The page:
Scot Pollard: Great Three-Point Shooter and Honorary Freakonomist

Last week I posed what I thought would be a very hard question asking which player Roy Williams called the best 3-point shooter he had ever coached. I even did some Google searches to make sure that the answer wasn’t out there.

I suppose I should have assumed that something that gets announced over the loudspeakers at a Celtics game won’t stay quiet forever. Between the time I wrote the quiz (right after the game) and when it was posted (noon of the next day), the answer had spread all over the Internet. So it is only grudgingly that we give Keith from Cleveland his Freakonomics schwag for being the first to give the right answer.

Who is this remarkable shooter? Current Celtic Scot Pollard. He is the only player that Williams ever coached who made every single 3-point shot he attempted: he was 1 for 1 in his college career from behind the line. Unfortunately, he has hit something of a drought when it comes to 3-point shooting as a pro: he is 0 for 2 in his 11-year professional career on 3-pointers.

We recently got the chance to meet Pollard. He couldn’t have been nicer, and he knew Freakonomics inside and out.


Whay is it disappointing when one of your blog followers knows the answer to an obscure question?

It's a numbers game. Odds are the more people who tune in, the more likely a correct answer will come quickly.

Ask any sports-related question on and you will probably get several correct answers within minutes.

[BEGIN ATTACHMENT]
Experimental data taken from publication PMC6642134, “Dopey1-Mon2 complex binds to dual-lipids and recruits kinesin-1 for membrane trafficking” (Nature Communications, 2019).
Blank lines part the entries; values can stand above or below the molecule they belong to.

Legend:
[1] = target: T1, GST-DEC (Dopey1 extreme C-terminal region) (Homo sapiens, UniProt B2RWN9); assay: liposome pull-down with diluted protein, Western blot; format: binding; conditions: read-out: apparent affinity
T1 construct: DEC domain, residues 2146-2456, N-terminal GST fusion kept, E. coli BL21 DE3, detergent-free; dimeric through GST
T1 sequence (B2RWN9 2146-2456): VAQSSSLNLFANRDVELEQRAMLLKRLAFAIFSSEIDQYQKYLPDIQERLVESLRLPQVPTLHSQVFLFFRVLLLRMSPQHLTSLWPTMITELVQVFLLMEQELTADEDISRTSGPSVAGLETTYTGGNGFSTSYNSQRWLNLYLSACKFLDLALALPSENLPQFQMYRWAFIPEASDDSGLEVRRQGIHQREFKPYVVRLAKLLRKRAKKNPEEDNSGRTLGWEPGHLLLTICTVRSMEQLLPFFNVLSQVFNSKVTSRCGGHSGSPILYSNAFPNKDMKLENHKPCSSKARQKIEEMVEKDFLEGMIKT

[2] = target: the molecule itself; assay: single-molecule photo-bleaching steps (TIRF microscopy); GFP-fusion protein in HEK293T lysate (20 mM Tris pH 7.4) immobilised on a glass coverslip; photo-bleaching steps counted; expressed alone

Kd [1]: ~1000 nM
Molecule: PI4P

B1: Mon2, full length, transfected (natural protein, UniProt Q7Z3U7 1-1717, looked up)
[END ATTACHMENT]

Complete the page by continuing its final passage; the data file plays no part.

Inversely, even with a tiny population of readers, there is a chance that at least one person will know the answer to an abscure question. If he is tuned in at the time the question is posted, so be it.

You simply happened to ask the wrong question at the wrong time if your goal was to ask a question that would take a long time to answer.

Keith from Cleveland

For what it's worth, I used to live in Boston, and a friend of mine who still lives there was at the C's game and called me Sunday to tell me about the statement in question because of Pollard's affiliation with my Cavs in 2007.

I'm assuming my not needing to Google the answer is precisely why I was first, so perhaps the contest did work? Though perhaps not, because no matter what the reason for my knowledge, I was not guessing, and neither were the Googlers, hence you didn't get nearly the number of "real" guesses you should have gotten.

So I can see where you may have felt the contest was ruined, because had this not been broadcast over the loudspeakers at TDB Garden, I'd venture to say that nobody would have guessed Pollard. (Sorry, Scot--we still love your hair and your attitude!)

In the final analysis, if you feel it's a tainted victory, by all means withhold the swag and have a double-the-swag sports/economics contest!



Rock Chalk Jayhawk!


I'm also a Scot Pollard fan from the days when he had a samurai hairstyle with the Sacramento Kings. If you really want to get the NBA intellectual crowd onto the "freakonomics" bandwagon, you need to recruit the Big Aristotle!


Of course, Scot Pollard's most impressive accomplishment was definitely telling kids to do drugs on live TV.

Rich Wilson

You mean it wasn't Dan Loriaux?


I originally thought it would have been someone who never attempted a 3-point shot, a case that would also logically meet the "made every single 3-point shot he attempted" criterion. For a poor 3-point shooter, that would be the best decision. In Scot's case, it's more likely that he got lucky than made a good decision, so perhaps he's being praised for poor judgment because of an unlikely outcome. When the monkeys at typewriters finally do write Shakespeare, do they deserve a Pulitzer?

Keith in Cleveland

So...what does a chap have to do to obtain his begrudged schwag? Is the schwag really just a lie? I can envision a scenario in which withholding the schwag is really just a sociological experiment to see what a person might do to get it?